FA Alpha Daily

Not all homebuilders are facing a cliff edge, this company is the proof

As a consequence of soaring mortgage rates, borrowing and financing costs have surged, discouraging both homebuyers and homebuilders from participating in the housing market. This has led rating agencies to hold a negative perspective on the sector. Nevertheless, Louisiana-Pacific Corporation (LPX) remains resolute in the industry, diversifying its services and adapting to the ever-evolving demands of the construction sector. In today’s FA Alpha Daily, we thoroughly examine LPX’s true credit risk utilizing the Credit Cash Flow Prime™.

FA Alpha Daily:
Wednesday Credit
Powered by Valens Research

The real estate market is facing challenges due to high mortgage rates. With rates now above 7%, this resembles peak levels since March 2002. As a result, the homebuilding sector is getting hit hard.

Rising mortgage rates have worsened the usual end-of-year slump in the real estate sector, historically causing new home sales to dip. Specifically, homebuilder shares fell by 4% in September, while the S&P 500 Index only dipped by 0.2%. 

This has raised concerns among credit rating agencies, which are now cautious about real estate and homebuilding companies.

However, some homebuilding firms are holding strong amidst these adversities. Their solid business models and promising outlooks set them apart.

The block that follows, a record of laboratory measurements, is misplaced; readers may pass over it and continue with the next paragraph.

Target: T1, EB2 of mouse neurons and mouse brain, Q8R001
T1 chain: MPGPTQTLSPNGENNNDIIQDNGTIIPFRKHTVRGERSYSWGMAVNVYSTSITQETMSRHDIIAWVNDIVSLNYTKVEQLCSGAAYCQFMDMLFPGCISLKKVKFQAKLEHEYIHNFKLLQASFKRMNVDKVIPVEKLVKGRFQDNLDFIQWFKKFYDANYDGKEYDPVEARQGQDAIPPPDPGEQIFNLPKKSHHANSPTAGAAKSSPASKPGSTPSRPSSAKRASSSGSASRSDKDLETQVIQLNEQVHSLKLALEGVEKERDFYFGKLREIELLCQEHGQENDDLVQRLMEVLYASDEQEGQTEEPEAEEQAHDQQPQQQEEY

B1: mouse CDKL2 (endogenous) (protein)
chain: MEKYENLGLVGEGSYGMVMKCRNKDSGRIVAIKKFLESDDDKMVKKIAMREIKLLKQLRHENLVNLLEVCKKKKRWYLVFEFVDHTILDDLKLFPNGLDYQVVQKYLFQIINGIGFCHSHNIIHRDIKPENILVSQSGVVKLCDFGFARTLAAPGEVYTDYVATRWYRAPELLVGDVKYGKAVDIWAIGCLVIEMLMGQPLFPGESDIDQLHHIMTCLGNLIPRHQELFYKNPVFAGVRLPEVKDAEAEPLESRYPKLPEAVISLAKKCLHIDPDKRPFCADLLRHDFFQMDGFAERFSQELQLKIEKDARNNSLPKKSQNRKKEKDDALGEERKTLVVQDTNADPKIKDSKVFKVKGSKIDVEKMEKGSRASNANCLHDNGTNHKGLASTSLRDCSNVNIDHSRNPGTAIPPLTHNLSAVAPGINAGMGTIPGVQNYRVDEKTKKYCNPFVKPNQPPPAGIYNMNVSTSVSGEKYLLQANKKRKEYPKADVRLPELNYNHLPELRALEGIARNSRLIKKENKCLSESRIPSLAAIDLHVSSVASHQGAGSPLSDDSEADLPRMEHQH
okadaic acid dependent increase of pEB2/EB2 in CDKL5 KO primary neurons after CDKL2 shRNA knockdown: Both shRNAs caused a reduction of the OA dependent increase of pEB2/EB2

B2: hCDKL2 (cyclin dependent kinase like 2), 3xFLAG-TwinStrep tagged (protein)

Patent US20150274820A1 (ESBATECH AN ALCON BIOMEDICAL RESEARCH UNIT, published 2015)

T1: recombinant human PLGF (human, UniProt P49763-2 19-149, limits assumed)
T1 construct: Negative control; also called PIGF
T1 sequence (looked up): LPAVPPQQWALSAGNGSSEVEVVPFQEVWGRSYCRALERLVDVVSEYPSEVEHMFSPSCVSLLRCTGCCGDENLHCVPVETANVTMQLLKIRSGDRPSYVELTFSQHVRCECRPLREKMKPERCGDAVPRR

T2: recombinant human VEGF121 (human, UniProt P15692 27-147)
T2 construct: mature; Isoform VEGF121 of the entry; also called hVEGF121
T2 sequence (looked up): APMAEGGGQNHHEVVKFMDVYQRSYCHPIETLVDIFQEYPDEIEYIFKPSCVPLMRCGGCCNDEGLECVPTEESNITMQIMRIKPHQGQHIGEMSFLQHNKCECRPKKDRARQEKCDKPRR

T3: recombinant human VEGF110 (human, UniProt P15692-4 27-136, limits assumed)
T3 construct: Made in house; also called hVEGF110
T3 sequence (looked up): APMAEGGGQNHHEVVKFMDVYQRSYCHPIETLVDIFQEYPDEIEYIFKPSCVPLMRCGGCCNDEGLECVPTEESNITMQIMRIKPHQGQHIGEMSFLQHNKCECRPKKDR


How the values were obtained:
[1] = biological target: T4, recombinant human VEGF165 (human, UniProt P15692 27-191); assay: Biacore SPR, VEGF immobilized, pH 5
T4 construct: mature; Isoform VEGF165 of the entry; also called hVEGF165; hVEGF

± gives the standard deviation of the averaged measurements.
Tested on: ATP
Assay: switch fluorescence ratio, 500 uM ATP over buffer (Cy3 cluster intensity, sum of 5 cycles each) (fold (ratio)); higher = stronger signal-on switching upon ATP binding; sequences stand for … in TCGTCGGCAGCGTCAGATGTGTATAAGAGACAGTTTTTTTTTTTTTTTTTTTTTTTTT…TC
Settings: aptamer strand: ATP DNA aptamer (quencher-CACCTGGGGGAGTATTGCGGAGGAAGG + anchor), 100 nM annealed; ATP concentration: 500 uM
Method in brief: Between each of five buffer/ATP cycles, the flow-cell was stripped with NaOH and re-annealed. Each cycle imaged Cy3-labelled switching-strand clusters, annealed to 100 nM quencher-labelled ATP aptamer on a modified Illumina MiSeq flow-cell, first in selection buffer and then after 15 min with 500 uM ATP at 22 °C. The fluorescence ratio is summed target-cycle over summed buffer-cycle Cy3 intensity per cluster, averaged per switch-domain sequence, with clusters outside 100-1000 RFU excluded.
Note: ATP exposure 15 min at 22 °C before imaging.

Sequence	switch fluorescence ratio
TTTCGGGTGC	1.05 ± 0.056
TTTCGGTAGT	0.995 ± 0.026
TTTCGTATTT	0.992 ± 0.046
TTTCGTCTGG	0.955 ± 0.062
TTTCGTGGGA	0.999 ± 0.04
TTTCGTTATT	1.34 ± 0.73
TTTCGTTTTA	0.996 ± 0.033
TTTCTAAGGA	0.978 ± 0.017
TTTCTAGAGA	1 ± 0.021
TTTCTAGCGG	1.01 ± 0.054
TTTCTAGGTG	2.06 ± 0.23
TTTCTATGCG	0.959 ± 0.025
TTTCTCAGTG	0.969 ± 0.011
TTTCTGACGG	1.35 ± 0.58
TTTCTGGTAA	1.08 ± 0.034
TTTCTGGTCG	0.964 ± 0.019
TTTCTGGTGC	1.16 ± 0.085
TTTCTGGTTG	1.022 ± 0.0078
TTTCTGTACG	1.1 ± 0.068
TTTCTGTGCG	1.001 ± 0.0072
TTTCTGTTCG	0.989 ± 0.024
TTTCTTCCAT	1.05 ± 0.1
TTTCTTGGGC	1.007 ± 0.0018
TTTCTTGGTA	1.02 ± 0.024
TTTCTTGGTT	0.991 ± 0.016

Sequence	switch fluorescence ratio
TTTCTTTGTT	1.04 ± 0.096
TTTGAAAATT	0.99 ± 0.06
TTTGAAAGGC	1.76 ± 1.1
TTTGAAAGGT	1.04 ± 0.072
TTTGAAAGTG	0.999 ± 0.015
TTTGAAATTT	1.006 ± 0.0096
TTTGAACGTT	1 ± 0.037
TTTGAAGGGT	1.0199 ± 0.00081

Louisiana-Pacific Corporation (LPX) stands out in this regard. They provide top-notch construction materials and solutions for both new and ongoing projects.

They are a major producer of oriented strand board (OSB) panels, crucial in construction, holding a 24% market share in North America. Also, they manufacture wood siding and engineered wood products, showcasing a diverse portfolio. 

The company’s products cater to both new constructions and remodeling projects. This strategic stance helps maintain steady demand for their products, even in economic downturns. 

Moreover, it has a rich tradition of innovation. They consistently develop new products to meet the construction industry’s evolving needs. This innovative approach not only sets Louisiana-Pacific apart, but also provides a competitive edge to weather the cyclical nature of the real estate market.

Currently, the company is extending its market reach, launching new products, and targeting the less volatile Siding market segment. This will help reduce the impact of seasonal trends on the firm, as it continues to invest in these less cyclical and seasonal segments.

Early this year, Louisiana-Pacific successfully initiated Sagola’s conversion to a siding mill, a big step to expanding its capacity. Soon after, they acquired Forex’s Wawa OSB facility to meet North America’s rising demand, adding significant capacity.

This boosts the company’s siding capacity to 2.7 billion square feet annually. By increasing production in a less cyclical industry segment, it aims to improve its financial position amidst a wide range of target markets.

However, it appears that rating agencies are not taking these developments into account, merely categorizing the company as a homebuilder vulnerable to the cyclical real estate sector.

That’s why, S&P gives Louisiana-Pacific a “BB+” rating. This rating suggests a risk of default around 11% over the next five years. It also places the company in the risky high-yield basket. 

Its clean balance sheet and diverse portfolio make us think it deserves a much safer credit rating. 

We can figure out if there is a real risk for this company by leveraging the Credit Cash Flow Prime (“CCFP”) to understand how the company’s obligations match against its cash and cash flows.